Hillsdale, Michigan attained instant fame in March of 1966, when national headlines made much of UFO reports in the area. This very blog has featured press releases and personal letters from then-Congressman and House minority leader Gerald Ford regarding his comments about the Air Force investigation and the government's official attitude about the UFO subject in general.
Furor over the Hillsdale sightings precipitated a visit from astronomer Dr. J. Allen Hynek, at that time the Air Force's chief UFO investigator, and witnesses became outraged when Hynek suggested some activity was marsh gas -- an important semantic distinction, by the way, because to this day various sources list Hynek as saying "swamp gas." UFO researcher Wendy Connors (see her Faded Discs link in the margin) , in possession of audio recordings of Hynek's own statements at that time, shook the UFO research world recently when she offered Hynek's own words, and the words he used were "marsh gas." The erroneous swamp gas term, of course, is now commonly used in society to delineate subjects in a light vein or to foster ridicule.
Back in September of 1966, I received from Mr. William E. Van Horn, Hillsdale's civil defense director, his widely distributed report concerning the UFO sightings and Hynek's brief visit (during the "good old days" -- the report cost me 75 cents and Van Horn paid 10 cents for postage!). To say the least, he wasn't pleased with Hynek or the Air Force's discouraging position on the UFO reports. However, incidentally, it should be noted that Dr. Hynek at that time was still experiencing a significant turning point, a dramatic catharsis, relative to his opinions about the UFO phenomenon, with his formerly predominant skepticism influenced, if not trounced, by 1964's Socorro, New Mexico incident involving patrolman Lonnie Zamora's UFO encounter and resultant physical evidence on the ground.
You may know that I'm not very active with the UFO subject anymore, and I'm sure some of the visuals I put up on the blog are available at other web sites, perhaps even better copies, but I do what I can. Today, I'm going to start posting Mr. Van Horn's report, which comprises 30 pages. Unfortunately, some of the pages are quite faded with age, but I believe I can sharpen them enough to get by.
In 2008, I can easily report that I've come to despise the fade quality of mimeographed documents, though I fully understand the importance of this technology back in the fifties and sixties. Mimeographing was the standard method of printing elementary and high school papers handed out to students decades ago, and I suppose one could say that the best thing about the process was the pleasant odor of the chemical ink required -- and I suspect that a good many school secretaries who operated mimeograph machines day in and day out enjoyed the "buzz" acquired via the instant "high" created by the ink fumes. Unfortunately, prolonged exposure may also have caused illness or death. Talk about legalized drug sniffing. . .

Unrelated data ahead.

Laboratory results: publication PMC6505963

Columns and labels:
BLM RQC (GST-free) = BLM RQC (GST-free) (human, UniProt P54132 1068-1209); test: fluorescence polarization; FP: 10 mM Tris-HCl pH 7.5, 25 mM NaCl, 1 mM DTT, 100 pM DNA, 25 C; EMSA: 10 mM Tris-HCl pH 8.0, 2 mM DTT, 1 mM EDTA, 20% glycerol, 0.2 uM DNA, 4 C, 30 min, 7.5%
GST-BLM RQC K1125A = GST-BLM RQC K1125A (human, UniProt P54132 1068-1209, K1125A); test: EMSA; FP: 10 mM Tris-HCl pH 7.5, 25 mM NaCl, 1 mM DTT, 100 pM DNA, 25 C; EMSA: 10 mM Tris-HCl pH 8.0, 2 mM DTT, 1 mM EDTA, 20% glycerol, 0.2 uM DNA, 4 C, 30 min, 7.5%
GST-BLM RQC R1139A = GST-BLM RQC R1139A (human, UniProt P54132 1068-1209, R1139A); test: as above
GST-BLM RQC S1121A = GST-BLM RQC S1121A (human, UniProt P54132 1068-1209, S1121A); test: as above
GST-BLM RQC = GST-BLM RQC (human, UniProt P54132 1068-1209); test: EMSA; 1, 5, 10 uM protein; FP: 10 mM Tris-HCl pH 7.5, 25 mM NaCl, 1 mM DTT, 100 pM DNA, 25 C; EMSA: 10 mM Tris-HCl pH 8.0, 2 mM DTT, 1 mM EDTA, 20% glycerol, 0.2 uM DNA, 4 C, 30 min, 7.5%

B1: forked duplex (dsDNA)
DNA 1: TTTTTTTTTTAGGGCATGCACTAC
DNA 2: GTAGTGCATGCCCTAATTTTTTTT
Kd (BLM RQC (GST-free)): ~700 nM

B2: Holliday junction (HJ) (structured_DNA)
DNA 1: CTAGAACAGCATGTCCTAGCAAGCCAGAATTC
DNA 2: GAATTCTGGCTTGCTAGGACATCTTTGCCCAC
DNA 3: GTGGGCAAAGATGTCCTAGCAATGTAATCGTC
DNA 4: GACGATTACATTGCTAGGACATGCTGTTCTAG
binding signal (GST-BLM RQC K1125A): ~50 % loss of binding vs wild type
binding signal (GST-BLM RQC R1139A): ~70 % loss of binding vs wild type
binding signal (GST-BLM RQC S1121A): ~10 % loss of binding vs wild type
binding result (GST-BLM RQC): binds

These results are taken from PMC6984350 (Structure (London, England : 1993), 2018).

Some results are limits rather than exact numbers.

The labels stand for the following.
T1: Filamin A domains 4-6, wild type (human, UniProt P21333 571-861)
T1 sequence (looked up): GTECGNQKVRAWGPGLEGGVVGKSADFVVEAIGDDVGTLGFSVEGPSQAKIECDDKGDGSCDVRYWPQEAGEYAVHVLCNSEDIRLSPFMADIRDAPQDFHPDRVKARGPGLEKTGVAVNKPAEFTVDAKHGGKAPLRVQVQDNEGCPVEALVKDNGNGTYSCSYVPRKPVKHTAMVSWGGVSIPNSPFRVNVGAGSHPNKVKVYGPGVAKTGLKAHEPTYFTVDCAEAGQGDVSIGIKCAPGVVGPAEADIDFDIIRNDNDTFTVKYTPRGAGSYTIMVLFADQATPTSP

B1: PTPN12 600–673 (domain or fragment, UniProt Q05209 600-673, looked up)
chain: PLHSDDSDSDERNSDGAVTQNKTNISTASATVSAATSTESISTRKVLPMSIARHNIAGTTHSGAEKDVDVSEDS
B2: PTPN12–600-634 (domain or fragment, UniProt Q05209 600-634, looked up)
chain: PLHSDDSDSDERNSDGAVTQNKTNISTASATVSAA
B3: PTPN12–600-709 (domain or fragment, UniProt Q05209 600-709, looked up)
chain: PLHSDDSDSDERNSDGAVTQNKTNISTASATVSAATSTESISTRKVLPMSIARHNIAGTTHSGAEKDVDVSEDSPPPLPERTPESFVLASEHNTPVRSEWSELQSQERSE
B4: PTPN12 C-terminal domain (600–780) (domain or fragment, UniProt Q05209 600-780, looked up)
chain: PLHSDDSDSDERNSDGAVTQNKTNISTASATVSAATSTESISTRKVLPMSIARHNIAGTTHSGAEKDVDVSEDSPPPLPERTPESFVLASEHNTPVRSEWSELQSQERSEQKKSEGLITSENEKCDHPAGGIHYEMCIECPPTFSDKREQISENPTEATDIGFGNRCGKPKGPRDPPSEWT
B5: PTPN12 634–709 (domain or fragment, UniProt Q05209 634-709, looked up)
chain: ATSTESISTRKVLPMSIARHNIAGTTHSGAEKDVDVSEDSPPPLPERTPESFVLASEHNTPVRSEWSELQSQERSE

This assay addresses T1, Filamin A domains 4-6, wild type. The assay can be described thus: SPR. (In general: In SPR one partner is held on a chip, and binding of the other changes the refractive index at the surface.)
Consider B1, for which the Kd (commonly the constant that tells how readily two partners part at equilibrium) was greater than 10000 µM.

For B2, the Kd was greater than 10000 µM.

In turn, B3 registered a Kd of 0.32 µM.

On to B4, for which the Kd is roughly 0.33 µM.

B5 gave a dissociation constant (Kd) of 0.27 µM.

I always must keep the question of copyrights and literary property in mind, and the brief statement on Mr. Van Horn's signed cover letter states that no part of the report is to be reproduced or used in any commercial manner without his consent. Because my blog is free, I don't believe "commercial" applies. Further, I believe Mr. Van Horn is deceased. Additionally, his next page indicates that the report is to be released to "Press, Radio and Television," so right there it appears we're talking "press release" incarnate, thus wide public dissemination appears to have been the civil defense director's intent from the start.
As is my general approach, I'm not commenting further as pages are presented because the reader may visit numerous other web sites, books and varied sources to "fill in the holes" and receive updated information on the Michigan sightings. Mr. Van Horn's statements are his own and subject to interpretation and revision by others who are in the know, now that more than 40 years have passed. Be aware that he may not have included all of the pages that members of the media received. Also note that Blogger sometimes posts visuals out of sequence, and if there is any confusion about which page follows which, I will label the jpegs with consecutive numbers for the readers' convenience.